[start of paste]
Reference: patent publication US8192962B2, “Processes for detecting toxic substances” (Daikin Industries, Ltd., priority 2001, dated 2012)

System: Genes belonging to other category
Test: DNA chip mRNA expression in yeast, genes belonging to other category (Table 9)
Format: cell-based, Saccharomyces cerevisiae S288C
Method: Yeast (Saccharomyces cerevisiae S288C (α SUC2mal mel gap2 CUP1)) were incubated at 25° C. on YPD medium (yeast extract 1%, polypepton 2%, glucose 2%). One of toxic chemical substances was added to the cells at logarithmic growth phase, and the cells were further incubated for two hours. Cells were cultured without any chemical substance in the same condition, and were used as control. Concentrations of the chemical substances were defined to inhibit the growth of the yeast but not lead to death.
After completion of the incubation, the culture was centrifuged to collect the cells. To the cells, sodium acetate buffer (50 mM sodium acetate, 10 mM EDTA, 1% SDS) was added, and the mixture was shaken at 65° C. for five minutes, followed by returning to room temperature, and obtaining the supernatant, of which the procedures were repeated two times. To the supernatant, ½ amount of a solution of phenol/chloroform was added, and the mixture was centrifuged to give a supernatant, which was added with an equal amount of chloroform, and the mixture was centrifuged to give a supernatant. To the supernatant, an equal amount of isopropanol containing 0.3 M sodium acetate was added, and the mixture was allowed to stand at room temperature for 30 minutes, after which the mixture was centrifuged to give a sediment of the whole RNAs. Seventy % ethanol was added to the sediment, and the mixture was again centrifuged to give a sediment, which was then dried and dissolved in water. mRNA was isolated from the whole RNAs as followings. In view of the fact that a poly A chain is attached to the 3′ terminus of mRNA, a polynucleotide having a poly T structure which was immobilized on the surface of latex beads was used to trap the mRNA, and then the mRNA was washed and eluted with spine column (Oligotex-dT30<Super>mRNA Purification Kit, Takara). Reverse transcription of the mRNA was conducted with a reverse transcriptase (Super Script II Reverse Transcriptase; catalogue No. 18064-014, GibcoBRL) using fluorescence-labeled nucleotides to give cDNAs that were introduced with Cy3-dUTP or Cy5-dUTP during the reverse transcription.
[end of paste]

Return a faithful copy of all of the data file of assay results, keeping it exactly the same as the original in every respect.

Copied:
Reference: patent publication US8192962B2, “Processes for detecting toxic substances” (Daikin Industries, Ltd., priority 2001, dated 2012)

System: Genes belonging to other category
Test: DNA chip mRNA expression in yeast, genes belonging to other category (Table 9)
Format: cell-based, Saccharomyces cerevisiae S288C
Method: Yeast (Saccharomyces cerevisiae S288C (α SUC2mal mel gap2 CUP1)) were incubated at 25° C. on YPD medium (yeast extract 1%, polypepton 2%, glucose 2%). One of toxic chemical substances was added to the cells at logarithmic growth phase, and the cells were further incubated for two hours. Cells were cultured without any chemical substance in the same condition, and were used as control. Concentrations of the chemical substances were defined to inhibit the growth of the yeast but not lead to death.
After completion of the incubation, the culture was centrifuged to collect the cells. To the cells, sodium acetate buffer (50 mM sodium acetate, 10 mM EDTA, 1% SDS) was added, and the mixture was shaken at 65° C. for five minutes, followed by returning to room temperature, and obtaining the supernatant, of which the procedures were repeated two times. To the supernatant, ½ amount of a solution of phenol/chloroform was added, and the mixture was centrifuged to give a supernatant, which was added with an equal amount of chloroform, and the mixture was centrifuged to give a supernatant. To the supernatant, an equal amount of isopropanol containing 0.3 M sodium acetate was added, and the mixture was allowed to stand at room temperature for 30 minutes, after which the mixture was centrifuged to give a sediment of the whole RNAs. Seventy % ethanol was added to the sediment, and the mixture was again centrifuged to give a sediment, which was then dried and dissolved in water. mRNA was isolated from the whole RNAs as followings. In view of the fact that a poly A chain is attached to the 3′ terminus of mRNA, a polynucleotide having a poly T structure which was immobilized on the surface of latex beads was used to trap the mRNA, and then the mRNA was washed and eluted with spine column (Oligotex-dT30<Super>mRNA Purification Kit, Takara). Reverse transcription of the mRNA was conducted with a reverse transcriptase (Super Script II Reverse Transcriptase; catalogue No. 18064-014, GibcoBRL) using fluorescence-labeled nucleotides to give cDNAs that were introduced with Cy3-dUTP or Cy5-dUTP during the reverse transcription.